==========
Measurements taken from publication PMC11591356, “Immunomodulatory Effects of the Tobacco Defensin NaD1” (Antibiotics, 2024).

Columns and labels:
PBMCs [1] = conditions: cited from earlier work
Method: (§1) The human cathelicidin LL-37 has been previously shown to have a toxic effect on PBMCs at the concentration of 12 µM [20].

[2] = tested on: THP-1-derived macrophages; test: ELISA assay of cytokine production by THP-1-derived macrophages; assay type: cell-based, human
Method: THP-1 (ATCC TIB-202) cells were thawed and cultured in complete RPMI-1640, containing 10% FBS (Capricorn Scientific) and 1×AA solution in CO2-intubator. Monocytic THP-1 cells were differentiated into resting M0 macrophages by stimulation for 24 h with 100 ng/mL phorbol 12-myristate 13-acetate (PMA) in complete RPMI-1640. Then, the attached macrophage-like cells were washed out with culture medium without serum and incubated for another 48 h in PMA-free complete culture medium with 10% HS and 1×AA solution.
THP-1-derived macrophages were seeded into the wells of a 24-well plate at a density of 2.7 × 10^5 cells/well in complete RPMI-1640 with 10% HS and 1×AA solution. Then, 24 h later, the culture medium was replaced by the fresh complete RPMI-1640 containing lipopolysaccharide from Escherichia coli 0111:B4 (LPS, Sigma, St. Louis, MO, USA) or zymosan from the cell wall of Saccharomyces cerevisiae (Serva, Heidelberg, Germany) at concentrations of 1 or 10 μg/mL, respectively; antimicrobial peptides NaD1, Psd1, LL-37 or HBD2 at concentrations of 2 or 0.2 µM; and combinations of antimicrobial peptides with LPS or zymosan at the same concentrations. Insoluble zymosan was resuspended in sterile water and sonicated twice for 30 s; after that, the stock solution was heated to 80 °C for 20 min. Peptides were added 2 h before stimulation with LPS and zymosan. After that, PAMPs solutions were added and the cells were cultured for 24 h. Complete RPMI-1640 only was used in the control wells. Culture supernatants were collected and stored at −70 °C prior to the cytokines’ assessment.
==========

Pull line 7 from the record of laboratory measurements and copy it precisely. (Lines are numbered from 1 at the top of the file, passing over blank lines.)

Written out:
THP-1-derived macrophages were seeded into the wells of a 24-well plate at a density of 2.7 × 10^5 cells/well in complete RPMI-1640 with 10% HS and 1×AA solution. Then, 24 h later, the culture medium was replaced by the fresh complete RPMI-1640 containing lipopolysaccharide from Escherichia coli 0111:B4 (LPS, Sigma, St. Louis, MO, USA) or zymosan from the cell wall of Saccharomyces cerevisiae (Serva, Heidelberg, Germany) at concentrations of 1 or 10 μg/mL, respectively; antimicrobial peptides NaD1, Psd1, LL-37 or HBD2 at concentrations of 2 or 0.2 µM; and combinations of antimicrobial peptides with LPS or zymosan at the same concentrations. Insoluble zymosan was resuspended in sterile water and sonicated twice for 30 s; after that, the stock solution was heated to 80 °C for 20 min. Peptides were added 2 h before stimulation with LPS and zymosan. After that, PAMPs solutions were added and the cells were cultured for 24 h. Complete RPMI-1640 only was used in the control wells. Culture supernatants were collected and stored at −70 °C prior to the cytokines’ assessment.